Meet at 9 a.m. at the Rood Center to carpool or meet at 9:30 a.m. at the corner of Purdon and Rector

Black Swan Hike: Stephen Hein of Mendocino Tahoe Conservancy will lead this hike traversing some of the newly-built trails around the Black Swan pond and hydraulic cliffs. Participants may see nesting sites of swifts, swallows and the little green heron. The site is located at 1,000 feet elevation in the foothill oak woodlands with views of the lower Yuba River, Slack’s Ravine and Deer Creek.

Meet at 9:30 in the Trails Day Headquarters, Rood Center for carpooling. Participants will return at 2 p.m.

Day Hike at Spenceville Wildlife and Recreation Area: Richard Thomas of Friends of Spenceville and Sierra Club will lead this 4 to 5 mile hike on the Pittman Road West from Spenceville through the blue oak woodlands to Horseshoe Pond and back. This is easy terrain along an old road. Participants will watch for birds and late wildflowers. Bring water, sunscreen, good footwear, lunch and binoculars. Alternately, depending on the groups’ familiarity with Spenceville, there could be a hike to Fairy Falls.

Meet at 8 a.m. at the Trails Day Headquarters to carpool or meet at the Spenceville town site at 9 a.m.

Empire Mine State Historic Park: Hard Rock Trail Walk: Greg Sherr will lead this easy to moderate level walk starting at the Penn Gate Parking Area on East Empire Street at 9 a.m. During the hike, Sherr will discuss the natural and historic aspects of the park. The hike is two miles and will take approximately two hours.

Meet at 9 a.m. at the Penn Gate Parking Area on East Empire Street, Grass Valley.

Equestrian Ride Lone Grave – Gold Country Trails Council Annual 2014 Poker Ride at Skillman Horse Camp, 15 miles east of Nevada City in the beautiful Tahoe National Forest. This is an 8-mile easy to moderate difficulty ride for experienced riders. There is a fee and pre-registration is required. For more information contact Linda 273-6346, Linda@mtnequestrian.com. Entry forms are available at: www.goldcountrytrailscouncil.org

Family Friendly Wheelchair Accessible Nature Hunt at Hirschman’s Pond: Local outdoor enthusiast Ana Acton of FREED and artist/ history buff, Robyn Martin of OLALA Farms will lead a stroll & roll to the pond. Along the way Robyn will identify plants and how they can be used for food and medicine. This trek is kid friendly and wheelchair accessible.

Meet at 10:30 a.m. at the trailhead off of Cement Hill Road.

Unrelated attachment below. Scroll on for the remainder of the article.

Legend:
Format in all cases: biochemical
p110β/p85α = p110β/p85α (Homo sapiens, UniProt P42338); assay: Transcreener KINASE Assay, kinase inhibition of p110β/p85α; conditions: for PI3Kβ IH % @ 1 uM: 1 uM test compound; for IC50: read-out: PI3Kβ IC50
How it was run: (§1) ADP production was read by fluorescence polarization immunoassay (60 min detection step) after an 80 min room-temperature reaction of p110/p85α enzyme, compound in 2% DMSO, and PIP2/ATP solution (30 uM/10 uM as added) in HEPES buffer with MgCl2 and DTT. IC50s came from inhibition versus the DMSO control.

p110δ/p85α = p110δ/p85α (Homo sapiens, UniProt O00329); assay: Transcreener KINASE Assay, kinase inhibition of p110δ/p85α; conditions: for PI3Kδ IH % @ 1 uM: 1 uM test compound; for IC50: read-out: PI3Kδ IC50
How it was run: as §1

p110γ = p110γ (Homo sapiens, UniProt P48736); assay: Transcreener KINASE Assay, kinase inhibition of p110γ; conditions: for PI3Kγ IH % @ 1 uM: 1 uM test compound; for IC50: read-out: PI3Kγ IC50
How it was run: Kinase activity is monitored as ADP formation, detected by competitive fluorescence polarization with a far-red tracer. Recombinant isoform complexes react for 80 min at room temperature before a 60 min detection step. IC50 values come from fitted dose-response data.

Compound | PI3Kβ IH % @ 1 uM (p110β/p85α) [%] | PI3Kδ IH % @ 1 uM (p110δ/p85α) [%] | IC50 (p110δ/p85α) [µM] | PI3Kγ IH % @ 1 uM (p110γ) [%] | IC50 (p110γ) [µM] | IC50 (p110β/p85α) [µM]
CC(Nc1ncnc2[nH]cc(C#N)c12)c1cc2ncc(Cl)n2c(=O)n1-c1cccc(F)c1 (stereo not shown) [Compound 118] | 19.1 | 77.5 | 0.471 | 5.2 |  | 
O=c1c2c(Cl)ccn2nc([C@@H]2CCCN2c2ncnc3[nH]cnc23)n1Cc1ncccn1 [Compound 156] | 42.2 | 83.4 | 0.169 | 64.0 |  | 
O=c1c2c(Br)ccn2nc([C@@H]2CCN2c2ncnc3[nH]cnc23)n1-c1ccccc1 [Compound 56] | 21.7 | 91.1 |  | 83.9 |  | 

Lang’s Crossing to Spaulding Lake: Robert Kelly will lead this moderate four-mile round trip Sierra Club Hike from Lang’s Crossing to Spaulding Lake.

Meet at 8:45 a.m. at the Trails Day Headquarters, Rood Center for carpooling.

Malakoff Diggins Guided Geology Tour: Geoscientist and naturalist David Lawler will lead this special hiking tour of key points of interest at Malakoff Diggins State Historic Park. Lawler will share his knowledge of the ancient Yuba River system and historic mining in the northern Sierra region. Participants will visit the Malakoff pit, Hiller and Lake City sluice tunnel portals, LeDu hydraulic diggins, and more… If you are interested in deep time and gold, this is the hike for you.

Meet at 9 a.m. at the Trails Day Headquarters, Rood Center for carpooling.

Nevada City Tree Tour Nevada County Walkers will host two tree tours in downtown Nevada City. Local Arborist Zeno Acton will lead a tour geared toward children and families and Roger McGehee of California Native Plant Society will lead another. This is an all-abilities tour open to everyone with numerous stops along the way.

Meet at 9 a.m. for the family-based tour and 9:30 for the adult tour at the Trails Day Headquarters, Rood Center.

Rattlesnake Trail with Gene Haroldsen and Bob Goar. The three-mile hike meanders along canals and forest glades in the Rattlesnake Road and Rattlesnake Ridge neighborhoods.

Meet at 9 a.m. at the most northerly intersection of Highland Drive and Rattlesnake Road.

Sugar Loaf Mountain: Ray Bryars, Walkability Advocate, Trails Volunteer and Scotch Broom Puller will lead this Walk up Sugarloaf Mountain. Enjoy views overlooking Nevada City and if the weather is clear, out to the coastal range and into the Sierra Nevadas. Learn a little about the local area and some of the characters of the early gold mining days. Compare some of the early day photographs with recent pictures taken by local photographer Dave McLellan.

Difficulty: Fairly steep uphill, but the group will walk slow and stop often on this 1 ½ hour walk.

Meet at 9 a.m. at the Trails Day Headquarters, Rood Center. Participants will carpool to the trailhead.

Trail Maintenance of Hirschman Pond Trail: Bear Yuba Land Trust’s Trails Coordinator Bill Haire will have hand tools for those who want to clear brush from the edges of the Hirschman Tail. Wear comfortable clothes, shoes, insect repellant, sun block, hat, gloves and bring water.